The names given by Dr. Letchworth to different portions of his estate are still retained. The rainbow seen in the mists above the falls on the cloudless days suggested the name Glen Iris for his residence. A pure stream of running water, gave rise to the name Lauterbrunnen, the portion of the estate on which is located the Swiss chalet, which is now occupied by the Superintendent of the Park. "Chestnut Lawn," and "The Homestead" designate other portions of the park.
The park embraces the Portage gorge of the Genesee River, and within the gorge are the Upper, Middle and Lower Falls. It extends from 3,800 feet up-stream from the Upper Fall to 2,000 feet below the Lower Falls, a distance of three miles as the river runs. According to the United States topographic map, the height of the Upper Fall, is 71 feet the height of the Middle Fall, which is about 2,100 feet below the Upper Fall, is 107 feet; and the height of the Lower Falls, about 7,900 feet below the Middle Fall, is seventy feet. The descent of the river within the Park is 290 feet. About 800 acres lie on the west bank of the river in Wyoming County, and the remainder, a fraction more than 205 acres, on the opposite bank in Livingston County.
A short distance below the Lower Falls and a little beyond the boundary of the Park is the deepest gorge on the river. Here the banks are more than 600 feet high. Although farther down stream, this canyon is near Glen Iris than the Lower Falls, on account of the great circular curve in the river.
Glen Iris House
The Glen Iris house is situated on a plateau overlooking the Middle Fall. It stands in the midst of extensive lawns adorned with majestic trees planted by Dr. Letchworth in the early sixties. The lake and fountain are fed from a reservoir on the hillside in the rear of the house. The water used for domestic purposes comes directly from springs on the hillside, about ninety feet above the Glen Iris plateau.
Library and Museum
The construction of the stone building on the Glen Iris grounds was begun in the fall of 1912 and completed in the spring of 1913. The material in the stone walls on the estate which where not necessary to a state park was used in the construction of the building. Although the precise plan of this structure was not decided upon before Dr. Letchworth's death, the subject of erecting a fireproof building in which his reference library could be placed was considered. The library is a valuable collection of works relating to charity and was formerly in his study on the third floor of his residence. The volumes are now arranged in the rear rooms of the stone building. The museum collection and the library are in the same building.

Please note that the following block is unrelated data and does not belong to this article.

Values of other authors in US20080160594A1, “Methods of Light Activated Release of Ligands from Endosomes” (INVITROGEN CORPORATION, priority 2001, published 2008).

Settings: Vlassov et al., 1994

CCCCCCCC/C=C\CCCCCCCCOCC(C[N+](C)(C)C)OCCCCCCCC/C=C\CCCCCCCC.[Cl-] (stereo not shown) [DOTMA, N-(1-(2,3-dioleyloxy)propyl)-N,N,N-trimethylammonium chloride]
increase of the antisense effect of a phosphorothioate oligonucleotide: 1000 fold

The museum contains several thousand specimens illustrative of the primitive arts of the North American Indians, especially those peculiar to the Senecas, who at one time occupied the territory in New York west of a line extending north from Elmira to Lake Ontario, and who were the keepers of the western door of the Iroquois Confederacy. Other objects of interest include the skull and tusks of a mastodon (Mastodon Giganteus) found in 1876 on the outskirts of the village of Pike, which is about seven miles from Glen Iris; the portrait of Major Moses Van Campen, a fearless Indian fighter in the War of the Revolution, whose later life was associated with the history of the Genesee Valley; the tomahawk with which Major Van Campen slew five of a party of ten Indians who had taken him captive; the terra cotta figures of an Indian war chief and an Indian maiden, modeled by the celebrated sculptor Mr. Carl Bitter, and two Iroquois busts, modeled front life subjects by Mr. Caspar Mayer, of Brooklyn, N. Y.
Council House Grounds
The elevated plateau in the rear of the Glen Iris grounds is a spot of great historic interest. Here now stands an ancient Council House of the Seneca Nation, which is said to be the most interesting historical relic in the Genesee Valley. It was first erected about eighteen miles south of Glen Iris, at Caneadea (Go‑a-ya‑de‑o,), the most southerly of the Seneca villages on the Genesee River. It was built some time before the American Revolution, and is doubtless the oldest building of its class in the State. Abandoned by the Indians soon after the sale of the last of their Genesee lands, deserted as a residence by the white owner in later years, this dilapidated relic was brought to Glen Iris in I871 and re-erected in its original form the following year. On the first day of October, 1872, the council fire was again lighted within its walls, and representatives of the Seneca and the Mohawks here then shook hands in friendship, after these two nations bad been separated by a spirit of enmity for more than fifty years. It was the goal designated for Major Moses Van Campen and Captain Horatio Jones when in captivity they were compelled to run the gauntlet; and under its roof Mary Jemison, "The White Captive, of the Genesee," rested when on her journey from Ohio to the Genesee Valley.